With conifers keeping the spirit alive, Mercer Island property is born again
The landscape was so important to the couple that they hired designer Brooks Kolb even before SHKS Architects began to remodel the home.
Special to The Seattle Times
THE MATURE trees are what drew Jeff and Lara Sanderson to the place they call home on Mercer Island. "We looked at view property, but this place is so magical," says Lara of their green acreage.
Their careful stewardship of the trees allowed them to keep the forest-remnant feel of the landscape, even as they had the house and garden made over, and a yoga studio built. Now the conifers set the scale for a cluster of Lee Kelly sculptures, and provide shelter and privacy for the home and swimming pool.
The landscape was so important to the couple that they hired designer Brooks Kolb even before SHKS Architects began work on remodeling the 1940s home. The home's multipatterned interiors, by designer-to-the-stars Kelly Wearstler, have been featured on the Huffington Post and in Elle Décor magazine. "I wanted the garden to be contemplative and restful in contrast to the intense interiors," says Lara.
Arborist Sue Nicol was called in early to help save declining and neglected trees, especially a huge Deodar cedar in front of the house. Now the needled titan spreads healthy-looking branches above winding stone pathways and swathes of epimedium, ferns and golden Japanese forest grass.
The garden didn't always look like this. "It wasn't at all inviting," says Lara of the narrow walkway, diseased cherry trees and boxwood hedge that used to be her front yard. Ivy was choking out trees, and huge rhodies shrouded the home's windows. Kolb moved the rhododendrons to the edges of the garden. Ivy was banished and lower tree limbs were cut to let light into the garden.
"My work was to enhance a naturally beautiful site," says Kolb, who changed the shape of the lawn, created a sense of entry and redesigned the driveway, replacing concrete with handset Euro-cobble.
Jeff Sanderson, formerly at Microsoft, now owns the Stopsky Delicatessen on Mercer Island, and he and Lara are involved with the Sanderson Family Foundation. Children and dogs play here, so Kolb kept the plantings simple, using natives and ornamental grasses. Under the taller trees he planted lilacs, Japanese maples, oakleaf hydrangeas and the dogwood 'Eddie's White Wonder.'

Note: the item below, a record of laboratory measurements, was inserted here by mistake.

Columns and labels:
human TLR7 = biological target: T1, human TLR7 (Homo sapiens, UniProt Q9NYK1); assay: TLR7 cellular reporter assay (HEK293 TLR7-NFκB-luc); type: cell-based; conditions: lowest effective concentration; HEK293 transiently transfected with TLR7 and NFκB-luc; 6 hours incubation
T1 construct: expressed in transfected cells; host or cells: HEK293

On a property this size — it's two acres — Kolb gave much attention to just covering all that ground beautifully. To rejuvenate the patchy front lawn, a thick bed of gravel was laid down on top of the grass, then over-seeded directly into the gravel. This improved the drainage and greened it up. He widened stone walkways and designed in a generous bluestone terrace to be more in scale with the large property.
Around back, wings of the house shelter an expansive pool deck. Invasive blackberries were rooted out of the ravine and replaced with a network of pathways and sturdy native plants.
Lara had her yoga studio built beneath the fir trees she's dubbed the "wise old women." Closer to the house, she chose brushed stainless-steel sculptures by Oregon artist Lee Kelly for the way they reflect the light. She hand-mixed the brown/gray paint for the home's exterior to get it dark enough to be the perfect backdrop to all the shades of green in the garden.
"I was always impressed with Lara's decisions," says Kolb about the working partnership that created such an idyllic setting. "Mostly, she kept reminding me to save the trees."
Valerie Easton is a Seattle freelance writer. Check out her blog at www.valeaston.com. Mike Siegel is a Seattle Times staff photographer.